When 89-year-old Ruth Enticknap first visited Puyallup’s fish hatchery in 2015 as part of a tour with Mill Ridge Village retirement facility, it swept her off her feet.
She loved visiting so much, she donated $300 of her own money to the Puyallup Historical Hatchery Foundation.
But it wasn’t until this month that the foundation found the best use for it: a sign for its new bog garden.
“It wasn’t something we planned,” said foundation director Patty Carter about the bog garden. “It was a gift.”
In April, a group of 46 students from Wellesey Village Church in Massachusetts traveled to Puyallup and donated $700 worth of materials to the foundation. The group spent an entire day building the bog garden.
“They do community service in different states every year,” Carter said about the group. “We had to have a project that could handle this many kids.”
But the bog garden wasn’t officially complete without a sign, which was created using Enticknap’s donation and was unveiled on July 19.
“I just liked the fact that (the hatchery) was so available to kids,” Enticknap said. “I thought, well, I could just donate.”
But it turned out that the bog garden’s sign was a perfect use of Enticknap’s donation.
“I’ve been gardening forever,” said the Milton resident. “I did flower (arrangements) for church for 50 years.”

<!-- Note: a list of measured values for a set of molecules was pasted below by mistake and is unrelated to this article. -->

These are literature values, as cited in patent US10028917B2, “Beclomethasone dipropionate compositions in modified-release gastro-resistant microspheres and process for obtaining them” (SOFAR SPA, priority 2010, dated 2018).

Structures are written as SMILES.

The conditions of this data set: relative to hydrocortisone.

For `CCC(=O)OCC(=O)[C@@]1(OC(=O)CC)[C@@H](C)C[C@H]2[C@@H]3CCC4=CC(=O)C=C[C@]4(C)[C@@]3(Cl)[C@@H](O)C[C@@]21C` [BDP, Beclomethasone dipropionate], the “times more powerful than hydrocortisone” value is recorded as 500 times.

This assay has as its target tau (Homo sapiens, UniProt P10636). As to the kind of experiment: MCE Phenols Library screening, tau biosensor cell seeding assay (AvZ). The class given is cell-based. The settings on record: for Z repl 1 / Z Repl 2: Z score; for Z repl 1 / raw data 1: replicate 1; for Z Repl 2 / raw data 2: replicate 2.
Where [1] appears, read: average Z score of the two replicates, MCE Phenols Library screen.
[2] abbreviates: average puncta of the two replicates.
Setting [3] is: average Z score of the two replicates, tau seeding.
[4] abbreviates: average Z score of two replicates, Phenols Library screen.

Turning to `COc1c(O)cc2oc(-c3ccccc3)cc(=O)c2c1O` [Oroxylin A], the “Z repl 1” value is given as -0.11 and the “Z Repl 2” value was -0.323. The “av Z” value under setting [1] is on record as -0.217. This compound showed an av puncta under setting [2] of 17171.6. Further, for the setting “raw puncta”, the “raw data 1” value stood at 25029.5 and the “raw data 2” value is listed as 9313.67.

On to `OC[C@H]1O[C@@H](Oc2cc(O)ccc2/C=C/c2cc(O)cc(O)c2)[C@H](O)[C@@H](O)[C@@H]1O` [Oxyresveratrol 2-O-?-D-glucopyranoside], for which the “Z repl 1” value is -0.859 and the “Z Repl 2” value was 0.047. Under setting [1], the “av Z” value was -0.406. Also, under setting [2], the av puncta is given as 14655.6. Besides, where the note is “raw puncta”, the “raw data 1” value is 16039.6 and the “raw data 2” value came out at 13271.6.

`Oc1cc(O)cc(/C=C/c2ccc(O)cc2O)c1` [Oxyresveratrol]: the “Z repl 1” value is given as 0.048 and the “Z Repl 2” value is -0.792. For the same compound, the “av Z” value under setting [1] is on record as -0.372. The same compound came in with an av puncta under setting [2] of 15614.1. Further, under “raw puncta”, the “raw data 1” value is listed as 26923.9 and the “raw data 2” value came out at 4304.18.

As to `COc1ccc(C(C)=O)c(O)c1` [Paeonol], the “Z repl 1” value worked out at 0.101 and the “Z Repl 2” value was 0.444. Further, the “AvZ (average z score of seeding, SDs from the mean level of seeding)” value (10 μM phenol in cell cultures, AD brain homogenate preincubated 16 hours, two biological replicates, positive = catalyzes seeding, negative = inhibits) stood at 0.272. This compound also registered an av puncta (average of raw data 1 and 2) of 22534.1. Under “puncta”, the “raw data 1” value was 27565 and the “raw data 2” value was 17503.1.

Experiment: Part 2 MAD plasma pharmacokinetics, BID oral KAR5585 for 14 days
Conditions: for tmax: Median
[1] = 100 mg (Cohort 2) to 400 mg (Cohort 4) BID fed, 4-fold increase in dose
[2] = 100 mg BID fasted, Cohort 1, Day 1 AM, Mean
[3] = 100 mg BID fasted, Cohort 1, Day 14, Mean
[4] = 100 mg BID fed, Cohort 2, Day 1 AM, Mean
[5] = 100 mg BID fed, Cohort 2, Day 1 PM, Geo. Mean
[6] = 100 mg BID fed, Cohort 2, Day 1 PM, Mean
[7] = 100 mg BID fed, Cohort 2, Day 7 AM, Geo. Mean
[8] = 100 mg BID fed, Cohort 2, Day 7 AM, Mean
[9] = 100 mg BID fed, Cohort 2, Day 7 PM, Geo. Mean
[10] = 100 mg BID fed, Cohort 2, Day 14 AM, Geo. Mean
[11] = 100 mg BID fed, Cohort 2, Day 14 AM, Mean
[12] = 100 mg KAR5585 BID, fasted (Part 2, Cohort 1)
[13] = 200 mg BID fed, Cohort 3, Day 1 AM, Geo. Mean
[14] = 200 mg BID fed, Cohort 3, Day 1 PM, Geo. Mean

Enticknap remembers gardening with her mother from a very young age.
“We had to grow our own food because of the Depression,” she said.
She was also an editor of a Des Moines garden club paper for 15 years.
When Enticknap first saw the bog garden sign, she found herself emotional.
I thought it was it great because I’ve planted many of those plants. They were things that I’ve known about for 50 years.
“I thought it was it great because I’ve planted many of those plants,” she said. “They were things that I’ve known about for 50 years.”
The plants in the garden include a dinosaur plant, corkscrew rush, feather reed grass, blue-eyed grass and yellow-eyed grass. The bog garden helps slow down moving water, reducing pollution by filtering contaminants in the roots of plants. This provides both humans and salmon with cleaner water.
Many projects with the Puyallup Hatchery Foundation rose to success with outside help. The bog garden was no exception.
“Our whole foundation has been build on donations and volunteers — that’s the magic of it,” Carter said.
Our whole foundation has been build on donations and volunteers—that’s the magic of it.
Patty Carter, founding director of the Puyallup Historical Hatchery Foundation
The foundation plans to use the bog garden during student visits with an interactive game to locate plants.
“We’ll add to it and enjoy it for years to come,” Carter said.
Another tour with Mill Ridge Village is also scheduled for October. While gardening is now difficult for Enticknap, who’s temporarily in wheelchair, she hopes to make a return visit to Puyallup’s fish hatchery.